Sirois and Beckman have owned Buds for more than two and a half years. They bought the club almost by chance. Sirois had moved back to Saskatoon from Kelowna and was looking for a business, while Beckman had recently retired from a job he held for 28 years.
Sirois had previously been in the food and beverage world.


Why the extended parking times downtown?

Question: Why extend street pay parking times downtown to three hours? I always thought we wanted people coming and going.
Mayor Atchison: That’s a good question. This is certainly a shift in how we address parking. Before, it was in and out with lots of turnover, but in today’s society people are looking to stay longer. They are looking for shopping, dining and entertainment. When they come downtown they may be looking for a complete experience. One-hour parking just doesn’t cut it. If you go out for a meal, and you are sitting down and are enjoying yourself, the last thing you want to do is jump up and move the car.
The downtown Business Improvement District, which is now called DTNYXE, said it is in favour of the changes. So council listened and took its advice.

A few green shoots of promise emerging

On June 12, Michael Raine, managing editor of the Western Producer (WP), tweeted a photo of his newly-emerged flax crop, along with five hashtags.
Raine, also a farmer (obviously), hashtagged stuff like #shallow and #packingpressure, things farmers are interested in and like to discuss on social media.
The tag that popped out for non-farming types in the province was #warmwetsoil.
Indeed. Warm, wet, soil. Even Raine, whose land lies in one of the finest farming regions of the province (if not the world), has never seen a flax crop emerge like that in four days. I asked him. Plus, if anyone knows farming, that would be Mike.
Happily, Raine is not the only farmer soaking up the sun and the rain and the warmth that is, amazingly, advancing the Saskatchewan crop beyond the industry’s wildest dreams. Look back six weeks. It was drier than popcorn farts in this province, and visions of a drought year were starting to freak folks out.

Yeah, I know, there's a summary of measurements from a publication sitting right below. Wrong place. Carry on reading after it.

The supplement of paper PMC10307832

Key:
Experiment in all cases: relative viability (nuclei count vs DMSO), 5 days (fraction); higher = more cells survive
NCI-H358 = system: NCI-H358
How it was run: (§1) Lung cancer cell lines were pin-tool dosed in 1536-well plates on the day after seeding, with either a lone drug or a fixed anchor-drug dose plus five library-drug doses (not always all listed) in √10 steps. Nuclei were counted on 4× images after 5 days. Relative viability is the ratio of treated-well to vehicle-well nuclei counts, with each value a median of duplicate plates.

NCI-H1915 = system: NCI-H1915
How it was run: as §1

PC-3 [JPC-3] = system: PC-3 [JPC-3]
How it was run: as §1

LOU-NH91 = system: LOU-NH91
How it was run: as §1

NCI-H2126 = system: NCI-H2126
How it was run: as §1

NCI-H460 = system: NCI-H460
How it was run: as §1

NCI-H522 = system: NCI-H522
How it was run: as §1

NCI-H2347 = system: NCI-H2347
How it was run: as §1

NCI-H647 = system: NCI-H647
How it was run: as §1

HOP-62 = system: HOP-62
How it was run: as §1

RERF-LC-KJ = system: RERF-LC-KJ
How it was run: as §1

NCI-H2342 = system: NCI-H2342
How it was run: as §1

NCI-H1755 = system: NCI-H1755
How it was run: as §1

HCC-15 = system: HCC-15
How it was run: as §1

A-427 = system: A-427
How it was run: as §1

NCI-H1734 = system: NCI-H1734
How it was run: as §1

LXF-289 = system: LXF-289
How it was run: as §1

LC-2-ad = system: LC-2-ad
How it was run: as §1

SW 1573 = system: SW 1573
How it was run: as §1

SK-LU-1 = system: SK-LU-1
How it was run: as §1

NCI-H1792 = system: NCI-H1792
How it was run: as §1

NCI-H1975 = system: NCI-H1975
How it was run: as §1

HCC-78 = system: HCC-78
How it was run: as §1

It’s time for those in recovery to speak up

Sixteen mothers gathered at Dr. Wendy Gore-Hickman’s home one night to talk about addiction recovery advocacy.
All 16 of those moms have suffered the heartbreak of addictions. Three have had children die — two to fentanyl overdoses and one to drunk driving. One mom’s son is in the Prince Albert penitentiary.
The children of 11 of those moms have had overdoses. Thirteen have spent at least $30,000 — and some more than $100,000 — to get out-of-province private treatment for their children. They would like to see more being done in Saskatchewan for those battling addictions.
For her part, Gore-Hickman has a long list of things that could to be done in Saskatchewan to save the lives of our addicted and help them onto the road to recovery.

Living with anxiety
People don’t understand panic attacks, but I do

I’m having a bad day.
It is not like this every day. Today is one of the really bad ones. I am feeling anxious.
The anxiety has been controlled to a large extent. I remember the hundreds of days when it wasn’t.
I would leave restaurants in the middle of meals. Sandy was left to either eat alone or follow me out the door. After she paid the bill that is. I would leave movies, leaving her to watch them alone. I remember watching Titanic from the door of the theatre; gosh, it was a long movie. Once, when we were in Las Vegas, we had fourth-row centre seats for Mama Mia.